Close-up of two castor oil plant leaves
The large, lobed leaves of the castor bean are also striking [Photo: Marc Bruxelle/]

In areas prone to frost, castor oil plants typically grow as annuals. With ideal growing conditions at temperate latitudes, these shrubs can reach a height of 6m after only 3 to 4 months. In the tropics and subtropics, on the other hand, they grow as perennials that become woody and can even reach a height of 13m after several years. Castor bean leaves are alternate, have long stalks and grow anywhere from 30 to 70cm long. The leaves are usually dark green, but some varieties have red or purple colouration. In most varieties, the petiole and veins are red. Castor leaves are also characteristically palmate with five to 11 lobes and a serrated leaf margin. Castor oil plants also form small stipules surrounding each stem.

Close-up of brown and white castor bean seeds
The fruit capsules resemble those of chestnuts, while the seeds look like ticks [Photo: Ksenia Lada/]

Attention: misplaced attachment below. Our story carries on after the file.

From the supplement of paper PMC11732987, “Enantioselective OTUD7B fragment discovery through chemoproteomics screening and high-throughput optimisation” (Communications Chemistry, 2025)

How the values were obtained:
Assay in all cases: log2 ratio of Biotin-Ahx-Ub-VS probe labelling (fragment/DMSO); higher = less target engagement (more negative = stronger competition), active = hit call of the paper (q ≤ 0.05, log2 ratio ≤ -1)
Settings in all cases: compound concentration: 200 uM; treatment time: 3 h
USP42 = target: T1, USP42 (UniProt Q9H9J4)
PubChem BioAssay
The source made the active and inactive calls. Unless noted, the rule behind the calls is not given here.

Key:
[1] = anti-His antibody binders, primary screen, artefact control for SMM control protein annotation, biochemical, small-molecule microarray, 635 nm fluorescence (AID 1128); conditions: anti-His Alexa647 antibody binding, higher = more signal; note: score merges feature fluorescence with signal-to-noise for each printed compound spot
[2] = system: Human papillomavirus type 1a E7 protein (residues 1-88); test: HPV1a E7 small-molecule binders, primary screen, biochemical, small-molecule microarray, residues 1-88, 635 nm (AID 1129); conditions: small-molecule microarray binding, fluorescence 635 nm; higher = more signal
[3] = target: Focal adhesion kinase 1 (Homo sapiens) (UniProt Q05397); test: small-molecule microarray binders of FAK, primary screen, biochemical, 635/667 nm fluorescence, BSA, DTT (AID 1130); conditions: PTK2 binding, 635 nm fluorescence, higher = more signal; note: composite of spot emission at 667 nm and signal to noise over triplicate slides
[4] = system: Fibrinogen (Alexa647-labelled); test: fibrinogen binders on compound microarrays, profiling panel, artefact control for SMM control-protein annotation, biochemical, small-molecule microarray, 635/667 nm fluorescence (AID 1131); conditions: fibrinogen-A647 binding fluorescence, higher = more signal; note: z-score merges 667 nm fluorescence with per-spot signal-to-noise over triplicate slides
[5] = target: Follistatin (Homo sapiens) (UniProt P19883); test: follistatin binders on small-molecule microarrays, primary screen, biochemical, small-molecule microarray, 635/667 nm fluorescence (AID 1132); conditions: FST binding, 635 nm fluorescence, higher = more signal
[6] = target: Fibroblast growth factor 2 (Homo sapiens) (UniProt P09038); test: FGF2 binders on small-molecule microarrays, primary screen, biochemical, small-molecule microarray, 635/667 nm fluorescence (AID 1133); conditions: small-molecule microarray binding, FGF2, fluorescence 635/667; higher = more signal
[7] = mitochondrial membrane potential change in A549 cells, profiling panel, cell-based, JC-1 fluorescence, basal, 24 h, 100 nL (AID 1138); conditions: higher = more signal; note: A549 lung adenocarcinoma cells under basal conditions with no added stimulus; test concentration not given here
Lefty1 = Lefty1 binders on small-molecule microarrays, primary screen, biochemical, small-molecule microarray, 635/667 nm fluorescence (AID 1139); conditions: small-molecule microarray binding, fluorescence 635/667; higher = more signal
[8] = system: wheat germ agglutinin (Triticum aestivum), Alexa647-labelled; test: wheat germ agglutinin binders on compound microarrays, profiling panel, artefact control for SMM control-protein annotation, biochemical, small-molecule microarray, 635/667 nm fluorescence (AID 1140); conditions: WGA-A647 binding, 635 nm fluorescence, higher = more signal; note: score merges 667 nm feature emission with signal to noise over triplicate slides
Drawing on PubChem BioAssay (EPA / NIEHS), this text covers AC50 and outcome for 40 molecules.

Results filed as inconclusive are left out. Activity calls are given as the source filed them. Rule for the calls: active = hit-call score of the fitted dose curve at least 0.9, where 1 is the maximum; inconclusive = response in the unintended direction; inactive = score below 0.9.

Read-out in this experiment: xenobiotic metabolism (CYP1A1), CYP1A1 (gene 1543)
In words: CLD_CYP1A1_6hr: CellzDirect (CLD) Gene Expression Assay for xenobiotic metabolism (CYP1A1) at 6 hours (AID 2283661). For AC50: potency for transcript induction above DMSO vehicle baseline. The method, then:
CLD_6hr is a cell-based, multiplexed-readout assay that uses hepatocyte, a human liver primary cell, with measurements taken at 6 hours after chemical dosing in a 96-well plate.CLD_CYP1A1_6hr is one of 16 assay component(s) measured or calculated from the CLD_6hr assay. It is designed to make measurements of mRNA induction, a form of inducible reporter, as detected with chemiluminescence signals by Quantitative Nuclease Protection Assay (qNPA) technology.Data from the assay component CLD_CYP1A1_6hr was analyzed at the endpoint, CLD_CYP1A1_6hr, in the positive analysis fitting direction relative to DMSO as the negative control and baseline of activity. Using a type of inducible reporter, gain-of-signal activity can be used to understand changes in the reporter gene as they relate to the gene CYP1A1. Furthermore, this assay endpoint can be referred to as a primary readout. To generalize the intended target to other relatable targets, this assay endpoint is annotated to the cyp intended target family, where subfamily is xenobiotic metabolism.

Castor oil plants bloom between August and October. If started inside and with proper care, they can even bloom as early as June. They produce flower stalks 30 to 40cm long, topped with bracteate or paniculate inflorescences. Castor oil plant flowers are monoecious, meaning that each plant produces both female and male flowers. The red female flowers that grow at the top of the inflorescence have ornamental value, but fall off quickly. The yellow male flowers that emerge from the lower half of the inflorescence remain on the plant for longer. Pollinated and fertilised flowers produce brown fruit capsules about 1.5 to 2.5cm large. These fruit capsules are covered with conspicuous, soft spines about 5mm long and resemble chestnuts. Castor bean fruit capsules ripen in September and each contain three bean-like seeds.